The Beloved is the magnetic principle in relationships. Our Maiden Beloved is like Aphrodite: an innocent, unconscious seductress driven to attract sexual, emotional, and spiritual fulfillment by attracting and pleasing others. Our Mother phase begins when we suffer the conflict between wanting to please our lovers and wanting to discard them when they no longer please us. Our Crone Beloved is like a hospitable, emotionally authentic hostess who lives in beauty, inspires others, and gives what we could only hint at in our youthful phase: full sensory and emotional intimacy with fully respected and loved otherness.

Whereas shadow masculinity destroys otherness, shadow femininity is self-destructive. A compulsive Queen can burn us out if we give too much of ourselves. Our Mother can sabotage our relationships by being too receptive/or smothering. An obsessive Wisewoman can cause us to be depressed and overwhelmed by the unconscious. And if our egos obsess over the outer appearance of beauty, our Beloved can compel us to sacrifice the true beauty of our souls. But as we accept our feminine sides and partner them with our masculine sides, their union can give birth to a Spirit Warrior of perfected selfhood and completed relationships.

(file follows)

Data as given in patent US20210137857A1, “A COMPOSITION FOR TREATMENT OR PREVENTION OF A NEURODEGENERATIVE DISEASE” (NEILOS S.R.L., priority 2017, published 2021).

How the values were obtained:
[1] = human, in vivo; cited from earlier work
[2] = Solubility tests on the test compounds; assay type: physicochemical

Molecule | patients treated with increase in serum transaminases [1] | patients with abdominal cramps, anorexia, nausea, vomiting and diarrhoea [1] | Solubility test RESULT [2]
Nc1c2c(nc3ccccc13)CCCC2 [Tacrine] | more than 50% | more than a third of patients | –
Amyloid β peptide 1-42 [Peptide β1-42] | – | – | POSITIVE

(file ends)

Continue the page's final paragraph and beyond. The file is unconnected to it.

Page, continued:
What does your attitude toward the feminine archetypes say about your ego’s maturity? How are your relationships and service to our species evolving in ways that benefit all?

 

Remything Our Lives With Our Own Symbols April 10, 2012